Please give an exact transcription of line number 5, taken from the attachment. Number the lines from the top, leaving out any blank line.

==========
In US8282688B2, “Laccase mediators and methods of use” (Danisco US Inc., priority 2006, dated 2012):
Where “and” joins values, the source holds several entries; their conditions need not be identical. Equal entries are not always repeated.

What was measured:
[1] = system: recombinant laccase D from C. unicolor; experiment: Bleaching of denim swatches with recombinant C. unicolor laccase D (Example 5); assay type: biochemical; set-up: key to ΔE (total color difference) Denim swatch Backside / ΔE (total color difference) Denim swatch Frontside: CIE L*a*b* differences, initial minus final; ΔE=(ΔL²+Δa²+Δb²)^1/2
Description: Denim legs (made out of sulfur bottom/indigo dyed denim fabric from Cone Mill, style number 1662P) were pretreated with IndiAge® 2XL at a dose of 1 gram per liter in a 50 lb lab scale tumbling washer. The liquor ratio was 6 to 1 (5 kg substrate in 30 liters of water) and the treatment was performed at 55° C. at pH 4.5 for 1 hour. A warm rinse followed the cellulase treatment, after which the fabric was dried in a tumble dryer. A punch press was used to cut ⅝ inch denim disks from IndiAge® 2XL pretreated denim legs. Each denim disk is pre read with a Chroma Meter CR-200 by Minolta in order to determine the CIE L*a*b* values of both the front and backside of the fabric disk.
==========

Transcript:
Description: Denim legs (made out of sulfur bottom/indigo dyed denim fabric from Cone Mill, style number 1662P) were pretreated with IndiAge® 2XL at a dose of 1 gram per liter in a 50 lb lab scale tumbling washer. The liquor ratio was 6 to 1 (5 kg substrate in 30 liters of water) and the treatment was performed at 55° C. at pH 4.5 for 1 hour. A warm rinse followed the cellulase treatment, after which the fabric was dried in a tumble dryer. A punch press was used to cut ⅝ inch denim disks from IndiAge® 2XL pretreated denim legs. Each denim disk is pre read with a Chroma Meter CR-200 by Minolta in order to determine the CIE L*a*b* values of both the front and backside of the fabric disk.